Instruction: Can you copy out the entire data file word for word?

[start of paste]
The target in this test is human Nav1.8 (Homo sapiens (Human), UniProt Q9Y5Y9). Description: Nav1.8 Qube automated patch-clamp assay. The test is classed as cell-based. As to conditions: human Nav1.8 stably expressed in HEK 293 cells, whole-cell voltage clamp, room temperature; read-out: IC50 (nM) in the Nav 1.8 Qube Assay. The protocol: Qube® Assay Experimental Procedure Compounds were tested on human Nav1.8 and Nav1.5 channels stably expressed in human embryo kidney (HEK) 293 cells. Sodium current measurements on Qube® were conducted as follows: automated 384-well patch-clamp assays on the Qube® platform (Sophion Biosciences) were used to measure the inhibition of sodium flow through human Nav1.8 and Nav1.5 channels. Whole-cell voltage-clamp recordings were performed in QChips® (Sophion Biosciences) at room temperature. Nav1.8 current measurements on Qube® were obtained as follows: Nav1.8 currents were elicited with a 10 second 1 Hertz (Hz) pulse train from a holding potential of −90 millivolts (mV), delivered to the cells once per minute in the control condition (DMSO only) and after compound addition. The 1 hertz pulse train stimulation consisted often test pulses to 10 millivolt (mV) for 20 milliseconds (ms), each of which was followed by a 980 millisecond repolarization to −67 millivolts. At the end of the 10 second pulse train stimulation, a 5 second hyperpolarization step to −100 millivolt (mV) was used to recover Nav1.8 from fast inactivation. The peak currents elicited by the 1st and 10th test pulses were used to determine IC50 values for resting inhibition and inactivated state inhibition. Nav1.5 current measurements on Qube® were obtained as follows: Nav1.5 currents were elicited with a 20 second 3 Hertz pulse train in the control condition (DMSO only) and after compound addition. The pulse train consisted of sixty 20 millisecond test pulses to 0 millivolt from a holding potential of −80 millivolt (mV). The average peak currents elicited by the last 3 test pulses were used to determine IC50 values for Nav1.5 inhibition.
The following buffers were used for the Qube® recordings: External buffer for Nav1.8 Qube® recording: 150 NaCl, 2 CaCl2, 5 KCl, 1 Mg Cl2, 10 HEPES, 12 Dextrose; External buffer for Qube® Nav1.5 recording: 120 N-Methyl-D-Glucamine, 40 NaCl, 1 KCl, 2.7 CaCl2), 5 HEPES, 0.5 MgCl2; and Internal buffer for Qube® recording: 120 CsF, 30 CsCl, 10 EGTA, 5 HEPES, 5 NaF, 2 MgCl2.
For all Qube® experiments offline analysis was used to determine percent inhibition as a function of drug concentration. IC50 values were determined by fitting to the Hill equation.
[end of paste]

The target in this test is human Nav1.8 (Homo sapiens (Human), UniProt Q9Y5Y9). Description: Nav1.8 Qube automated patch-clamp assay. The test is classed as cell-based. As to conditions: human Nav1.8 stably expressed in HEK 293 cells, whole-cell voltage clamp, room temperature; read-out: IC50 (nM) in the Nav 1.8 Qube Assay. The protocol: Qube® Assay Experimental Procedure Compounds were tested on human Nav1.8 and Nav1.5 channels stably expressed in human embryo kidney (HEK) 293 cells. Sodium current measurements on Qube® were conducted as follows: automated 384-well patch-clamp assays on the Qube® platform (Sophion Biosciences) were used to measure the inhibition of sodium flow through human Nav1.8 and Nav1.5 channels. Whole-cell voltage-clamp recordings were performed in QChips® (Sophion Biosciences) at room temperature. Nav1.8 current measurements on Qube® were obtained as follows: Nav1.8 currents were elicited with a 10 second 1 Hertz (Hz) pulse train from a holding potential of −90 millivolts (mV), delivered to the cells once per minute in the control condition (DMSO only) and after compound addition. The 1 hertz pulse train stimulation consisted often test pulses to 10 millivolt (mV) for 20 milliseconds (ms), each of which was followed by a 980 millisecond repolarization to −67 millivolts. At the end of the 10 second pulse train stimulation, a 5 second hyperpolarization step to −100 millivolt (mV) was used to recover Nav1.8 from fast inactivation. The peak currents elicited by the 1st and 10th test pulses were used to determine IC50 values for resting inhibition and inactivated state inhibition. Nav1.5 current measurements on Qube® were obtained as follows: Nav1.5 currents were elicited with a 20 second 3 Hertz pulse train in the control condition (DMSO only) and after compound addition. The pulse train consisted of sixty 20 millisecond test pulses to 0 millivolt from a holding potential of −80 millivolt (mV). The average peak currents elicited by the last 3 test pulses were used to determine IC50 values for Nav1.5 inhibition.
The following buffers were used for the Qube® recordings: External buffer for Nav1.8 Qube® recording: 150 NaCl, 2 CaCl2, 5 KCl, 1 Mg Cl2, 10 HEPES, 12 Dextrose; External buffer for Qube® Nav1.5 recording: 120 N-Methyl-D-Glucamine, 40 NaCl, 1 KCl, 2.7 CaCl2), 5 HEPES, 0.5 MgCl2; and Internal buffer for Qube® recording: 120 CsF, 30 CsCl, 10 EGTA, 5 HEPES, 5 NaF, 2 MgCl2.
For all Qube® experiments offline analysis was used to determine percent inhibition as a function of drug concentration. IC50 values were determined by fitting to the Hill equation.